Sign Up For Our Mailing Lists


InsiderOnline Blog: December 2006

The Price of Adjustment

Hudson’ Irwin Stelzer explains why, in spite of our trade deficit, nobody wants a precipitous fall in the dollar:

Economists are generally agreed that if the United States is to bring its trade deficit down from over 6.5% of GDP to a sustainable 2%, the dollar will have to fall by about 40%. That means that Britain’s exporters—America is their biggest market, worth £31 billion—will find themselves trying to persuade Americans that the Jaguar that has been selling for, say, $80,000 is still a good buy at $133,000, and that a bottle of 18-year-old Macallan whisky that now retails in America for about $140 is worth sipping even at a price of $230.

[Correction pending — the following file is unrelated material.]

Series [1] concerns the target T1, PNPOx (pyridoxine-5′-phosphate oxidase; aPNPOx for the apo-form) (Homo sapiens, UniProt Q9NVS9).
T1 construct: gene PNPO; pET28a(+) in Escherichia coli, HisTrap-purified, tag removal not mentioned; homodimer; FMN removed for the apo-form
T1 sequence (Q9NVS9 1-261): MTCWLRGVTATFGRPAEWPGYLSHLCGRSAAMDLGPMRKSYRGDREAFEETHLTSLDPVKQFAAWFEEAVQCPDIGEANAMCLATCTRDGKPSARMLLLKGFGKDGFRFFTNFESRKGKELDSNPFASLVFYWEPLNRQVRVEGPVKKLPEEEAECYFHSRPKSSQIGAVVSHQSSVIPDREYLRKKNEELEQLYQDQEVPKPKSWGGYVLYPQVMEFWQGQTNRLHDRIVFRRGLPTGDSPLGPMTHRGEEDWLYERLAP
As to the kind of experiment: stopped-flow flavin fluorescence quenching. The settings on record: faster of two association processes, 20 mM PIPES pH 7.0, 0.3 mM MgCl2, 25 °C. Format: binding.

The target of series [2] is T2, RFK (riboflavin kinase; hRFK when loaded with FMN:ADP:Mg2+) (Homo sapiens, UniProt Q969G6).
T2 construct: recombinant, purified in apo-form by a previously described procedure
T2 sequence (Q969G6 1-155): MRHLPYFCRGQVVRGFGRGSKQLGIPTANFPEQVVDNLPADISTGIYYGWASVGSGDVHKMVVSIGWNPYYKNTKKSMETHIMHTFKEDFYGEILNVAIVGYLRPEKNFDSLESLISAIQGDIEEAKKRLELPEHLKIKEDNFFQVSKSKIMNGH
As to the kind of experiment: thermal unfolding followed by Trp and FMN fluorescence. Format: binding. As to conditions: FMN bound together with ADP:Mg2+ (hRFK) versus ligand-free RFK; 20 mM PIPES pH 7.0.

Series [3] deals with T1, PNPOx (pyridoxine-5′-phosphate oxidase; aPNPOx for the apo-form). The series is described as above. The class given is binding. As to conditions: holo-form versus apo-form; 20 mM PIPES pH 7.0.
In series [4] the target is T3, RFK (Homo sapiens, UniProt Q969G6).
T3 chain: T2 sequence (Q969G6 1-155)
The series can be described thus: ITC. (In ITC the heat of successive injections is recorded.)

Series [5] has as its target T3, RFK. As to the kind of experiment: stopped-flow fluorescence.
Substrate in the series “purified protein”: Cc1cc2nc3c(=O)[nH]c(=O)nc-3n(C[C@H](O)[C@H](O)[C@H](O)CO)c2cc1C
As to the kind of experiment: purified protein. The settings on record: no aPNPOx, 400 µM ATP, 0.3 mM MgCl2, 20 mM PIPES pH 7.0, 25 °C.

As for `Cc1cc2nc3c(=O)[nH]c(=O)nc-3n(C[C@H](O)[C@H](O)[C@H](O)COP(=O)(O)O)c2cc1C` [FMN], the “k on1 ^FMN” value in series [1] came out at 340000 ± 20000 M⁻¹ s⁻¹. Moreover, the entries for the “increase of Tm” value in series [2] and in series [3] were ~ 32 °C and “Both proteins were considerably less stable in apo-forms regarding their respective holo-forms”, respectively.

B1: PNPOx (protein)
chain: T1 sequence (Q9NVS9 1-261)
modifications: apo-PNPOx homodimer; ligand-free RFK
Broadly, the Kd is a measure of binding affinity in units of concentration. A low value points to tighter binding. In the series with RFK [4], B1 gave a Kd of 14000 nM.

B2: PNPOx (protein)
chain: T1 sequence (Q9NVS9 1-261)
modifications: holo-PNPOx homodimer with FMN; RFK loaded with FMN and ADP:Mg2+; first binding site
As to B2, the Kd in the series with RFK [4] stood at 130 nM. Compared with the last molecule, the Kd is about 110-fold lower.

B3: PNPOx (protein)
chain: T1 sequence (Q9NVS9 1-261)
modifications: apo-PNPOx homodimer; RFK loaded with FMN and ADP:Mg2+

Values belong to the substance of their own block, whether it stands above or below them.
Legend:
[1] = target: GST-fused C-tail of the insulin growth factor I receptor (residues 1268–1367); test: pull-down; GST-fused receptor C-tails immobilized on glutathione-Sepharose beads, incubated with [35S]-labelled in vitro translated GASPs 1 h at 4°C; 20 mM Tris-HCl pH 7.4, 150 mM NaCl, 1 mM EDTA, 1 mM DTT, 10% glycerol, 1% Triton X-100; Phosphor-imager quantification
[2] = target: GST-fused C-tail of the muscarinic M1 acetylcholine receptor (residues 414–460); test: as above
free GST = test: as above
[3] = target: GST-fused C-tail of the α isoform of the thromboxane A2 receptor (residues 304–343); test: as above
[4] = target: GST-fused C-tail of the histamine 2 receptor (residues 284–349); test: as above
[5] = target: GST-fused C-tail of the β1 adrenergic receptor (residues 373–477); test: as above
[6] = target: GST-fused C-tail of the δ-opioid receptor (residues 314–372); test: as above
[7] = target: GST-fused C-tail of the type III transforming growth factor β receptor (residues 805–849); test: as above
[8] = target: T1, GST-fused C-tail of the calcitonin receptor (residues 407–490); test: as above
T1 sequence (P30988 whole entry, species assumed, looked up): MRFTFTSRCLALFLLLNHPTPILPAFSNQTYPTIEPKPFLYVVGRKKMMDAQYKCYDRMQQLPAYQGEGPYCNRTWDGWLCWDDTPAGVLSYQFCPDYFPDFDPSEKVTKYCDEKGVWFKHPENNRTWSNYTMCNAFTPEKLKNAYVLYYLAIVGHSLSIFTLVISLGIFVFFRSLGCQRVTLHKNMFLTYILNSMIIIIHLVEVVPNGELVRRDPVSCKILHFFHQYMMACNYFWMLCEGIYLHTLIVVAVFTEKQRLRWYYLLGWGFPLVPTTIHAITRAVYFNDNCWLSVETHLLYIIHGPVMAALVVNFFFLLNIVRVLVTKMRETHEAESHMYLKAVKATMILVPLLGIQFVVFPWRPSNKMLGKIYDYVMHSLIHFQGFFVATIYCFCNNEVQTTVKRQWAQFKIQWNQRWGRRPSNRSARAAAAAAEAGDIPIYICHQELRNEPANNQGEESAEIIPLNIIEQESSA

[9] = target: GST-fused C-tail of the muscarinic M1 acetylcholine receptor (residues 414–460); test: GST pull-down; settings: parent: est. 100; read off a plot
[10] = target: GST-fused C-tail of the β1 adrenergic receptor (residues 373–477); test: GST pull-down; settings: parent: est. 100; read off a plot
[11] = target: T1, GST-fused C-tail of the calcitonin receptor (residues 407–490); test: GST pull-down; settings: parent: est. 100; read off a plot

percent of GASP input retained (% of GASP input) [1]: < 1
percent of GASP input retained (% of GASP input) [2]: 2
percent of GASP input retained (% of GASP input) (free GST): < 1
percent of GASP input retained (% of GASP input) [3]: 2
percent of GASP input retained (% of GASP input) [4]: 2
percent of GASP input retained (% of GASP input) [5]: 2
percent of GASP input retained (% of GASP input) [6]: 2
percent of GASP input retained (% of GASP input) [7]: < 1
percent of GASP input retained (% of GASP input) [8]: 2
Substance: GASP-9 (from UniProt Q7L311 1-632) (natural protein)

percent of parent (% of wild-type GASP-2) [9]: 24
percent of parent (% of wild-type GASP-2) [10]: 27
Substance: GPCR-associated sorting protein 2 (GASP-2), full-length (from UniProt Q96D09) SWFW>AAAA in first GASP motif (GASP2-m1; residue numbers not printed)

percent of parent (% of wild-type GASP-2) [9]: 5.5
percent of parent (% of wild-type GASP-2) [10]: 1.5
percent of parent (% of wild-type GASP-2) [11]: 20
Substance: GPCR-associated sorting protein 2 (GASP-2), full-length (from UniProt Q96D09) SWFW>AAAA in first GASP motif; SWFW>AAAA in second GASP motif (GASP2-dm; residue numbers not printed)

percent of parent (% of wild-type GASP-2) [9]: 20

German exporters will also find life unpleasant. The $100,000 Mercedes would cost $166,000. Italy might find that American tourists willing to pay, say, $200 for a hotel room in Venice, would decide that $320 is so stiff that a vacation in Las Vegas, with its faux canals, will have to do. And the French, vocal critics of the US trade deficit, are now calling for “collective vigilance” to stem the fall of the dollar, which is making it difficult for their winemakers to sell in America.

Posted on 12/07/06 03:11 PM by Alex Adrianson

Heritage FoundationInsiderOnline is a product of The Heritage Foundation.
214 Massachusetts Avenue NE | Washington DC 20002-4999
ph 202.546.4400 | fax 202.546.8328
© 1995 - 2014 The Heritage Foundation